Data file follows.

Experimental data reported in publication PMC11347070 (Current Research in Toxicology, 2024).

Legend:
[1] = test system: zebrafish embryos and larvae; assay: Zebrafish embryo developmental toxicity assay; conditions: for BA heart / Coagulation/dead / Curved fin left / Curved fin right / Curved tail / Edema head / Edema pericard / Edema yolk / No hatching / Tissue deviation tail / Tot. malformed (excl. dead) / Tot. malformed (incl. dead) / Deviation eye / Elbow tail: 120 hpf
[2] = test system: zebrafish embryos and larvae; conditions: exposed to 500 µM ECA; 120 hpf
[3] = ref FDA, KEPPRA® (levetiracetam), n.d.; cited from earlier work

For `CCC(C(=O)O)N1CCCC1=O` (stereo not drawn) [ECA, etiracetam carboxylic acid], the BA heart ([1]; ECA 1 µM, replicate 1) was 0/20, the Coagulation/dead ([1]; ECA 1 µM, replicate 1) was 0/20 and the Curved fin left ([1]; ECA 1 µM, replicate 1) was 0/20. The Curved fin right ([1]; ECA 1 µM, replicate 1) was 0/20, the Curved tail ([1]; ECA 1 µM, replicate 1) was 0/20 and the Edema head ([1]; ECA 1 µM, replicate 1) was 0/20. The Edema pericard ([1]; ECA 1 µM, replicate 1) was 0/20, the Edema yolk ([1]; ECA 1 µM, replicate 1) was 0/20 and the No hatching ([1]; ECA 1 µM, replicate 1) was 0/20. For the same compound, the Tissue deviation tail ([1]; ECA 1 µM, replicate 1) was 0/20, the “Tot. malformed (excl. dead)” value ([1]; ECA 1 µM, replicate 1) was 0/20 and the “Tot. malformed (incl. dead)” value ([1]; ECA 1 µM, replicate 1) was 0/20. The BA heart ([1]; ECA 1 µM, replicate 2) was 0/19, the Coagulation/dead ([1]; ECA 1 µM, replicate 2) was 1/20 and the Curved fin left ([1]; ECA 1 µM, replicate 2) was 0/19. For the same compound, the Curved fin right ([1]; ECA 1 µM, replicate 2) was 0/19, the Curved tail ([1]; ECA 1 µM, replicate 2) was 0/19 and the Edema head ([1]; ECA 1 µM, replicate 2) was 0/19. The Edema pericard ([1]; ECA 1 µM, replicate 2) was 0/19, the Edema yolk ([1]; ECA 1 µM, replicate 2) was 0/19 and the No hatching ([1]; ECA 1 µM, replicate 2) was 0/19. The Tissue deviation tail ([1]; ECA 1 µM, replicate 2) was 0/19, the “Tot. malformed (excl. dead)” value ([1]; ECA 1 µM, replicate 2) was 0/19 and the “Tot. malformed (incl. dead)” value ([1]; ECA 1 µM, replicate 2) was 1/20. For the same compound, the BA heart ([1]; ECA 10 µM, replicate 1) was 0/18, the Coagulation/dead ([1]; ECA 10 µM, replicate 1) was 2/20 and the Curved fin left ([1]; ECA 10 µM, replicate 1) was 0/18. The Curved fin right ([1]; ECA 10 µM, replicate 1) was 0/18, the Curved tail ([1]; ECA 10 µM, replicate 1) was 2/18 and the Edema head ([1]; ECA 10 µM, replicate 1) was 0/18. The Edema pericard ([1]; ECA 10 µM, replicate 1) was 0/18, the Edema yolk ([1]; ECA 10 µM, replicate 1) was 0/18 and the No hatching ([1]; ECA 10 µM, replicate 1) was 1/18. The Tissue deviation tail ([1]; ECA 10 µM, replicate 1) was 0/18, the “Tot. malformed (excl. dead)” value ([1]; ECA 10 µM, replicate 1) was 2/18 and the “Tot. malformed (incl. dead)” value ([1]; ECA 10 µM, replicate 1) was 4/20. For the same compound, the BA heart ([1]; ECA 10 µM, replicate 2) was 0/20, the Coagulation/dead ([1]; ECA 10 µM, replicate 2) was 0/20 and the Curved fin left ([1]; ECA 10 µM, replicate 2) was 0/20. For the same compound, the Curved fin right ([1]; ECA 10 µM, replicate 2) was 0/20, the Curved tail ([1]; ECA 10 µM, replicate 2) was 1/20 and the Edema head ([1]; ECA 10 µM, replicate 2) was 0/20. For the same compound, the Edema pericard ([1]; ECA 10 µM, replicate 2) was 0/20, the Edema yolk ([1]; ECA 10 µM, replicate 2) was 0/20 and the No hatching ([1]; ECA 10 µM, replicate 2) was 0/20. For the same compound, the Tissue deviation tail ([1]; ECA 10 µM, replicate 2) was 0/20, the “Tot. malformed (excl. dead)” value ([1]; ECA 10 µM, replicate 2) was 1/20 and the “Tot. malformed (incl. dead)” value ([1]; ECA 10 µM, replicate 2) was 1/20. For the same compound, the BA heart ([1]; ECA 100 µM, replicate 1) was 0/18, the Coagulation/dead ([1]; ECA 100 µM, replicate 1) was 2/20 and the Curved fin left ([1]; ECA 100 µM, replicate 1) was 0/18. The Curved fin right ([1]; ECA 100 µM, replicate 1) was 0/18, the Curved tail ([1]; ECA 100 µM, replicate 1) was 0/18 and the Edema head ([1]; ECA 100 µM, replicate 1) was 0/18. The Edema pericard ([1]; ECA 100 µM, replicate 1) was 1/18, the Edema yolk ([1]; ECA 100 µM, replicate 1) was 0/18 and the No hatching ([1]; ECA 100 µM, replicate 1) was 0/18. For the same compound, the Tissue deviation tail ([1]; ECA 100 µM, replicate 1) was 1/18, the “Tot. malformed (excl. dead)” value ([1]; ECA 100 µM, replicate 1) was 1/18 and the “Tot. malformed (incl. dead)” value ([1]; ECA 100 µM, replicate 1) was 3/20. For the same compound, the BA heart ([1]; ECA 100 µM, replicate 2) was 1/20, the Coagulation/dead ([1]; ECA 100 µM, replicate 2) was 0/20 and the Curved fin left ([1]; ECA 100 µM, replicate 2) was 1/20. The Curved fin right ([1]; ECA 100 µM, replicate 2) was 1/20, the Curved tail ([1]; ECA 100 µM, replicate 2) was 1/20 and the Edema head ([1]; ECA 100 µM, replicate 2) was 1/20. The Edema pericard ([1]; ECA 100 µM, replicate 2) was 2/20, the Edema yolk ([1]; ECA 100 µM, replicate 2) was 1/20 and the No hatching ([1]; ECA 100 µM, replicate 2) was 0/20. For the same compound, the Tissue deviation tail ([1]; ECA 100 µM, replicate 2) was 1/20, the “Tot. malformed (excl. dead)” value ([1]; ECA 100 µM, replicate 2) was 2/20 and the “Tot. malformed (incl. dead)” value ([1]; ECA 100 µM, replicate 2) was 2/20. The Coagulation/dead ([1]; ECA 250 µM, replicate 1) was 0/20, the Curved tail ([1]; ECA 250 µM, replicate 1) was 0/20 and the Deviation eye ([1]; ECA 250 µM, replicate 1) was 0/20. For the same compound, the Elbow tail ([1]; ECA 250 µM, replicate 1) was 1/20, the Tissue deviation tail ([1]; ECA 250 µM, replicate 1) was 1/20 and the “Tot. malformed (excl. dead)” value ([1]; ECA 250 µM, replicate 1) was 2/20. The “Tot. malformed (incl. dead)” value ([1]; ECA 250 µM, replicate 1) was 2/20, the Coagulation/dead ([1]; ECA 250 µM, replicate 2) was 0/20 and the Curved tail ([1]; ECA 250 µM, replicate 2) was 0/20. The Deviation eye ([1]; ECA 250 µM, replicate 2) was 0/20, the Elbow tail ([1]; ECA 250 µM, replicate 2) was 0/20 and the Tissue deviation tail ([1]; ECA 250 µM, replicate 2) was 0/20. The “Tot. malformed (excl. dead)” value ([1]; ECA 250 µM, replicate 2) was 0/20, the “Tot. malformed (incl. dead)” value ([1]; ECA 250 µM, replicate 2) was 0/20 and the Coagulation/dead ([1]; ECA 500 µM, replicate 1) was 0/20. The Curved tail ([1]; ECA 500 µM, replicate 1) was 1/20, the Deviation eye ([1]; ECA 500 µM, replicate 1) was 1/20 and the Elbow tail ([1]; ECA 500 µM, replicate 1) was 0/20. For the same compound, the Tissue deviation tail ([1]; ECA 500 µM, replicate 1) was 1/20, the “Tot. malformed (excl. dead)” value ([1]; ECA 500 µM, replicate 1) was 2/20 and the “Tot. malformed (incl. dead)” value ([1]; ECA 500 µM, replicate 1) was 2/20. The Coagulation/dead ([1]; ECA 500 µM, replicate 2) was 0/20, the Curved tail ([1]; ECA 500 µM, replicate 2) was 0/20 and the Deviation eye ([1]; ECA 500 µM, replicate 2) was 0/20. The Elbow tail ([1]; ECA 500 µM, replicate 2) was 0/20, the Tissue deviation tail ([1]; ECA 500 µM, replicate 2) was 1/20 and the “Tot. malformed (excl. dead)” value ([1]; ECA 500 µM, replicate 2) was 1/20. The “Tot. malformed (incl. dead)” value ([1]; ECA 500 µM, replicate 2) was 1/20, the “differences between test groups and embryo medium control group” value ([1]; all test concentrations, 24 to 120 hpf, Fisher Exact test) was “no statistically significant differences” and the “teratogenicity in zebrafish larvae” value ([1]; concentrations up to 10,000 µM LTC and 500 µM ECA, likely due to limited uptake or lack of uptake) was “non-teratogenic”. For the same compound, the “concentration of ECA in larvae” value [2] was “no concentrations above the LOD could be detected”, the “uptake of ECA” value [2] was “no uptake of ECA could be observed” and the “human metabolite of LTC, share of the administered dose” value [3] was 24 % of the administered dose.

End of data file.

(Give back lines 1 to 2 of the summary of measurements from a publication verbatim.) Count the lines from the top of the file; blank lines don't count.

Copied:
Experimental data reported in publication PMC11347070 (Current Research in Toxicology, 2024).

Legend: